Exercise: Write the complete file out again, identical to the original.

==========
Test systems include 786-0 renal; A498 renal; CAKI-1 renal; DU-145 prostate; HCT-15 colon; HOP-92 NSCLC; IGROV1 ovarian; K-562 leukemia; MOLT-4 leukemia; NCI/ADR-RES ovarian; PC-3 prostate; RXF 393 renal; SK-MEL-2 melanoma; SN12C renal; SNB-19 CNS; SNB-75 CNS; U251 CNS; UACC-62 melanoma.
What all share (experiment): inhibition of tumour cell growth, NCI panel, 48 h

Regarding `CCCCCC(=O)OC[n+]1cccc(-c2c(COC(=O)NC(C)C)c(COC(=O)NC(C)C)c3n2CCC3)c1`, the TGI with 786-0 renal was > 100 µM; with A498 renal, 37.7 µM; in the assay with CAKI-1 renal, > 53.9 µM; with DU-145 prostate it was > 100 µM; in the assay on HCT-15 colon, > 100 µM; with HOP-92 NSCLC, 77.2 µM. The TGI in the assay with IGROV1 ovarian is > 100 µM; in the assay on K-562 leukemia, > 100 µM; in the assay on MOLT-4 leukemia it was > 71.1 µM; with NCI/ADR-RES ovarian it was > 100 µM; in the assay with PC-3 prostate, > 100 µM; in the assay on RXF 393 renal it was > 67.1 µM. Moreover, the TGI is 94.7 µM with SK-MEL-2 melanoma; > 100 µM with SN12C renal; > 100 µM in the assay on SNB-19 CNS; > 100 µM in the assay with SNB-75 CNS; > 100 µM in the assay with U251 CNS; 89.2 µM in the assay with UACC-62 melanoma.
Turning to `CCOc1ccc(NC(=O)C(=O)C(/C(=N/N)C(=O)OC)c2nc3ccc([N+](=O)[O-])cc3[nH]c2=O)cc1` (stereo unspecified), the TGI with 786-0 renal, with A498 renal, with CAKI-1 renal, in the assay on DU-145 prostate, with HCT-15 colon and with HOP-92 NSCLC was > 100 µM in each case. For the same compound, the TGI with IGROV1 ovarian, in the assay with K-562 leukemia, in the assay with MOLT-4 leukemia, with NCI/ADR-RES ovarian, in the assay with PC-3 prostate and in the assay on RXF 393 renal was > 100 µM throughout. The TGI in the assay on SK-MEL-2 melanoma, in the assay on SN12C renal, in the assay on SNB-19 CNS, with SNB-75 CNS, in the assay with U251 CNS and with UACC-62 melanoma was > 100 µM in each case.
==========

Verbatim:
Test systems include 786-0 renal; A498 renal; CAKI-1 renal; DU-145 prostate; HCT-15 colon; HOP-92 NSCLC; IGROV1 ovarian; K-562 leukemia; MOLT-4 leukemia; NCI/ADR-RES ovarian; PC-3 prostate; RXF 393 renal; SK-MEL-2 melanoma; SN12C renal; SNB-19 CNS; SNB-75 CNS; U251 CNS; UACC-62 melanoma.
What all share (experiment): inhibition of tumour cell growth, NCI panel, 48 h

Regarding `CCCCCC(=O)OC[n+]1cccc(-c2c(COC(=O)NC(C)C)c(COC(=O)NC(C)C)c3n2CCC3)c1`, the TGI with 786-0 renal was > 100 µM; with A498 renal, 37.7 µM; in the assay with CAKI-1 renal, > 53.9 µM; with DU-145 prostate it was > 100 µM; in the assay on HCT-15 colon, > 100 µM; with HOP-92 NSCLC, 77.2 µM. The TGI in the assay with IGROV1 ovarian is > 100 µM; in the assay on K-562 leukemia, > 100 µM; in the assay on MOLT-4 leukemia it was > 71.1 µM; with NCI/ADR-RES ovarian it was > 100 µM; in the assay with PC-3 prostate, > 100 µM; in the assay on RXF 393 renal it was > 67.1 µM. Moreover, the TGI is 94.7 µM with SK-MEL-2 melanoma; > 100 µM with SN12C renal; > 100 µM in the assay on SNB-19 CNS; > 100 µM in the assay with SNB-75 CNS; > 100 µM in the assay with U251 CNS; 89.2 µM in the assay with UACC-62 melanoma.
Turning to `CCOc1ccc(NC(=O)C(=O)C(/C(=N/N)C(=O)OC)c2nc3ccc([N+](=O)[O-])cc3[nH]c2=O)cc1` (stereo unspecified), the TGI with 786-0 renal, with A498 renal, with CAKI-1 renal, in the assay on DU-145 prostate, with HCT-15 colon and with HOP-92 NSCLC was > 100 µM in each case. For the same compound, the TGI with IGROV1 ovarian, in the assay with K-562 leukemia, in the assay with MOLT-4 leukemia, with NCI/ADR-RES ovarian, in the assay with PC-3 prostate and in the assay on RXF 393 renal was > 100 µM throughout. The TGI in the assay on SK-MEL-2 melanoma, in the assay on SN12C renal, in the assay on SNB-19 CNS, with SNB-75 CNS, in the assay with U251 CNS and with UACC-62 melanoma was > 100 µM in each case.